I remember being vaguely repelled by the manicures in MM, precisely, I think, because we’re supposed to be.
Consider Betty Draper’s hands in an early episode when she loses control of the steering wheel or can’t apply her lipstick: her clumsiness indicates her repressed frustration over her status as Don’s wife, and her awkward manicure punctuates that thought.
Indeed, Betty’s nails seem like artificial appendages that get in the way of everyday activities. She doesn't even eat supper with the family, smoking and drinking instead, as if managing a knife and fork is simply too difficult. Note, too, how her long nails curl up a little at the end, suggesting their inappropriate fit on her hands, the poor fit of her character to her life.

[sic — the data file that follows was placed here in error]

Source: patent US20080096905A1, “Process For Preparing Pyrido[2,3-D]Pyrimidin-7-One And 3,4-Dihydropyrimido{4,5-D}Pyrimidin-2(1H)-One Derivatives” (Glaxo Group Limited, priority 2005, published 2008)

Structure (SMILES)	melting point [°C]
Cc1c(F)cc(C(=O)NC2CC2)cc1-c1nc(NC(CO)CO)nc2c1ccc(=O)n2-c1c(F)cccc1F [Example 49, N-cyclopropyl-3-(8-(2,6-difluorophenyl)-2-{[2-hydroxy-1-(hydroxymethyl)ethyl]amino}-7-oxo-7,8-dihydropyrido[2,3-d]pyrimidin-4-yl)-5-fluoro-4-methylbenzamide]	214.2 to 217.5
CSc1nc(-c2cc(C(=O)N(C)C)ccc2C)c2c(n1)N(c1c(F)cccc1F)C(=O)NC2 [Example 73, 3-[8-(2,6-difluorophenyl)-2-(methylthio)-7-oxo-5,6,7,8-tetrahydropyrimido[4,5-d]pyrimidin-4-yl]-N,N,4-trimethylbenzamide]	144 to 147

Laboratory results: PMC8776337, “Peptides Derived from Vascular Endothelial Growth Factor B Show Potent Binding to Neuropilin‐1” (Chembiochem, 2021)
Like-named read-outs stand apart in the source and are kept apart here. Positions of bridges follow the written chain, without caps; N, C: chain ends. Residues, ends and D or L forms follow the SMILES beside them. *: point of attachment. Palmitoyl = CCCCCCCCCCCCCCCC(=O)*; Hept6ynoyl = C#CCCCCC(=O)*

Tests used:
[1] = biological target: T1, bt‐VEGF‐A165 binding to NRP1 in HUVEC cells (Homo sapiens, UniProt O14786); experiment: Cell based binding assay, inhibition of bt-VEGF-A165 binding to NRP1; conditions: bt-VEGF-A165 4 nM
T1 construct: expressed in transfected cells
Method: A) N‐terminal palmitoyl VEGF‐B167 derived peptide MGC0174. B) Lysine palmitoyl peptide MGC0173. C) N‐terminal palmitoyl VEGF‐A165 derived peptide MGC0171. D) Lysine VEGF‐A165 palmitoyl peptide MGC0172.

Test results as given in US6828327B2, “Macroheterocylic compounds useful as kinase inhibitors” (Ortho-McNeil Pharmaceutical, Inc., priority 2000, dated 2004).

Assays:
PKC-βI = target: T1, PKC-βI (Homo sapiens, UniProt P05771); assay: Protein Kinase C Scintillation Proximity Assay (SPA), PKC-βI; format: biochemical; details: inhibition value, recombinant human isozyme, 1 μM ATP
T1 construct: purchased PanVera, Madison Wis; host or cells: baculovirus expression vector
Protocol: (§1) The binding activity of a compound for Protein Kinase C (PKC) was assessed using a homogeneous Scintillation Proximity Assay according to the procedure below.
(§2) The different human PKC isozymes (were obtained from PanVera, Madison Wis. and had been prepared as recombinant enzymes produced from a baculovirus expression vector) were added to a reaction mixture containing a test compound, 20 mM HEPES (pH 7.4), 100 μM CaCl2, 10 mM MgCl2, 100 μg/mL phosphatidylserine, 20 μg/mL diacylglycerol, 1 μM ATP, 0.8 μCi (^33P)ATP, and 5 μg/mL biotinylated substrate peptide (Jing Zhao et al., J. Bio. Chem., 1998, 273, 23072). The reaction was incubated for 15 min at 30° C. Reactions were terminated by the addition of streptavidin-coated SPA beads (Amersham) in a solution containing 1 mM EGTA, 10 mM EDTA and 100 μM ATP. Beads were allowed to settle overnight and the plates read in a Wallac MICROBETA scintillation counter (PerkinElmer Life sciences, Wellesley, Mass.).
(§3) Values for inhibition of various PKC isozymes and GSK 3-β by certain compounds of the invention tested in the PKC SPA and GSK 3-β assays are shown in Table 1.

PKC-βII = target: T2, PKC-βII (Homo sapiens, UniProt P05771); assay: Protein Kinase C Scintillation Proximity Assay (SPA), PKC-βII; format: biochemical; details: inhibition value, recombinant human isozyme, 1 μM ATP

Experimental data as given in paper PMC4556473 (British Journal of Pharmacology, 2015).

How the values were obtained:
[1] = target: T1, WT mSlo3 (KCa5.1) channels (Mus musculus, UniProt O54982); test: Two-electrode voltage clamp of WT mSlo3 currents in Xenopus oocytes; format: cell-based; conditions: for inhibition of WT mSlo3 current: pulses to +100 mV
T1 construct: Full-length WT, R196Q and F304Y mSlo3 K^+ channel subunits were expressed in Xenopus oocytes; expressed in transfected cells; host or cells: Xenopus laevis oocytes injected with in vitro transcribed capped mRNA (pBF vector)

There’s also Glenn’s mother, who has long, red pointy nails, which, ahem, point to her being marked as a divorcée, a woman whose selfish actions threaten the other wives (could she have designs on their husbands?).
The manicures of the other female characters didn’t leave an impression in my mind. But if I were to follow Bazaar’s advice to emulate a Mad Men manicure, I might cheekily look to Betty’s hands when she’s shooting at the birds. In this moment of inspired Hitchcock one-upwomanship, Betty’s manicure is tellingly all but invisible as she finally asserts her authority.